I’m not one for cliches, but I bumped into one last weekend.
Because of a friend’s wedding in Waynesville, N.C., my boyfriend and I had the opportunity to do something neither of us had ever done: stay in a bed and breakfast. The Andon-Reid Inn, to be exact. It was darling.
Set up on a hill, the Andon-Reid offers a view of the mountains so awesome that it overrides the semblance of neighborhoods below. The fall colors hugged the mountainsides while fog slinked across them and hid the tops from view as we ate a homemade breakfast with two friends and an older couple from Florida. Other couples seated around us discussed their entrepreneurial pursuits and their kids’ college majors. A plate of cookies awaited us upon arrival, as well as an unfinished jigsaw puzzle in the main room and our choice of board games, billiards, shuffleboard, movies, sauna and workout equipment in the basement. We felt so comfortable and at-home that we opted to stay inside the entire rainy day we were there before it was time to go to the wedding.
As I delighted in the personal touches and adorable details of the place – right down to the little black towel with “makeup” embroidered on it beside the bathroom sink – I also turned my attention to two sisters who work at the inn, mostly cooking and cleaning. I guessed them to be about my age. I thought, “Good for them! They’re young, and they’re fortunate enough to have found a job they can stay in for years. Their bosses are sweet, caring people; they get to meet new people every day; the view from their ‘office’ is nothing short of spectacular; and their workplace is cozy and precious. What more could a millennial want?” And as a writer, I couldn’t help but envy the young women’s opportunities for brainstorming and inspiration, perhaps crafting love stories about couples snuggled up by the gas logs in their rooms or ghost stories about spirits haunting the halls of the 103-year-old building.
Before departing, I chatted with one of the sisters while she loaded the dishwasher and I waited to pay my bill. She told me that her sister had gotten her hired on when the previous owners were looking for help. The new owners had kept them both. I asked her if she was interested in going into the hospitality field.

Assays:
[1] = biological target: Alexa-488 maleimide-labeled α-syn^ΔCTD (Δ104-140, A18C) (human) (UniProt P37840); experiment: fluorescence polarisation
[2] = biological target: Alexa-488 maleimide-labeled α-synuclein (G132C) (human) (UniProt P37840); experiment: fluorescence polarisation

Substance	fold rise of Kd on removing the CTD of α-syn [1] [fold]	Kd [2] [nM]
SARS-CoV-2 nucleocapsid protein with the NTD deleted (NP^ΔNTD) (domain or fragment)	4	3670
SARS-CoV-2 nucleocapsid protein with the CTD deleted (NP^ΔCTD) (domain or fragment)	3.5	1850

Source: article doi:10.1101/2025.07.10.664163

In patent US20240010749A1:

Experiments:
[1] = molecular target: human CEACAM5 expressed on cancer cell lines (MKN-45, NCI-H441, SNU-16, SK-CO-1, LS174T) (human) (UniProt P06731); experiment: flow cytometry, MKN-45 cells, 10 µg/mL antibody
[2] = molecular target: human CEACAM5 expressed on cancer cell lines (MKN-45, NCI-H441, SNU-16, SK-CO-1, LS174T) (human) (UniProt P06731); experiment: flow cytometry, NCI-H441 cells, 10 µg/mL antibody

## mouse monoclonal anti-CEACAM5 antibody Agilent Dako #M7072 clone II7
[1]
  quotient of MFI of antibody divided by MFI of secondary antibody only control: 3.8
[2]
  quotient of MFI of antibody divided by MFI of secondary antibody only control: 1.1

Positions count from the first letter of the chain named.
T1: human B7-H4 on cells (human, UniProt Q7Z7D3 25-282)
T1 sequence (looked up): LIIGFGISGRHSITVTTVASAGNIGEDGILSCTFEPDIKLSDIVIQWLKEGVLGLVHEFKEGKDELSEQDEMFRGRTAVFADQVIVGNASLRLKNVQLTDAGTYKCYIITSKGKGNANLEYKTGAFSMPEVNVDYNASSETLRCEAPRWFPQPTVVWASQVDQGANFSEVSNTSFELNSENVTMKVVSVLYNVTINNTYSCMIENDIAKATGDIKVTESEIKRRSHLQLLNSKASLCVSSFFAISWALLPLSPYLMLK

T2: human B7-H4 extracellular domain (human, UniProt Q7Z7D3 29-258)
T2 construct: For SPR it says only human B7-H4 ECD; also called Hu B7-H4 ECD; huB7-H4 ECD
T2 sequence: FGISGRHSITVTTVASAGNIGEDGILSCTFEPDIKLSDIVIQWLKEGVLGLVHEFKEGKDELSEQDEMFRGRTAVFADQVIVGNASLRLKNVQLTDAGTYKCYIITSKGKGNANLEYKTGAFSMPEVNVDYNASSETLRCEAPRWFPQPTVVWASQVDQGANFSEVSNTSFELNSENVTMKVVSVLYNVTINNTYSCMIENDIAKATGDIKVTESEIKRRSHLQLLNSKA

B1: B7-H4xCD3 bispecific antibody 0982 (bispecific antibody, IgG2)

She paused, a glass in her hand hovering over its intended spot in the dishwasher rack.
“Um, I really don’t know,” she said.
She revealed that she had completed some general education classes in college, but had quit when she couldn’t decide on a major.
“So what do you think you might like to do?” I asked.
Her response baffled me.
“I don’t know for sure, but I’ve always kind of wanted an office job. And that’s what you’re ‘supposed to do’ anyway,” she said, using air quotes. “I think I’d like that.”
That’s when the aforementioned cliche flashed in my mind like the 1960s Vegas Sands neon sign announcing Sinatra tonight: the grass is not always greener on the other side.
Don’t get me wrong, I’m thrilled to be employed with a good job among some great people, but that didn’t stop me from romanticizing the sister’s job in what I perceived to be a mountainous paradise.
Another mental glance at her job showed her changing and washing bed sheets and place mats every day, cooking elaborate breakfasts every day, scrubbing pans every day, loading that dishwasher every day. I saw her job through a vacationer’s eye before I saw her job through a worker’s eye. And through a self-sufficient adult’s eye, washing dishes and doing laundry every day could get just as tedious as some of my own work tasks.
I’m not going to claim to be an expert on happiness or the precise definition of a “successful job” or a “dream job,” but I know this: in my nearly six years of working, no job I’ve held has made me 100 percent giddy 100 percent of the time. If there’s enjoyment to be had, I’ve found it myself, sometimes consciously affirming to myself that I will find enjoyment in my job that day. In fact, no one, no matter their age, has told me their job makes them 100 percent giddy 100 percent of the time. There’s much more that goes into any job we see than we realize. Even if you decide to take after Stevo Dirnberger and Chanel Cartell, the couple that run the howfarfromhome website and Instagram page, they admit they’ve scrubbed toilets, spread manure, shoveled rocks, and toiled through other unglamorous jobs just to appear glamorous in a 2-inch square on thousands of followers’ cell phones.
With approximately 8.6 percent of my millennial counterparts unemployed, I’m sobered by the realization that I could just as easily be in that 8.6 percent. So could the sister at the Andon-Reid.
Her job isn’t perfect. My job isn’t perfect. Your job probably isn’t perfect. But really, what is perfect anyway?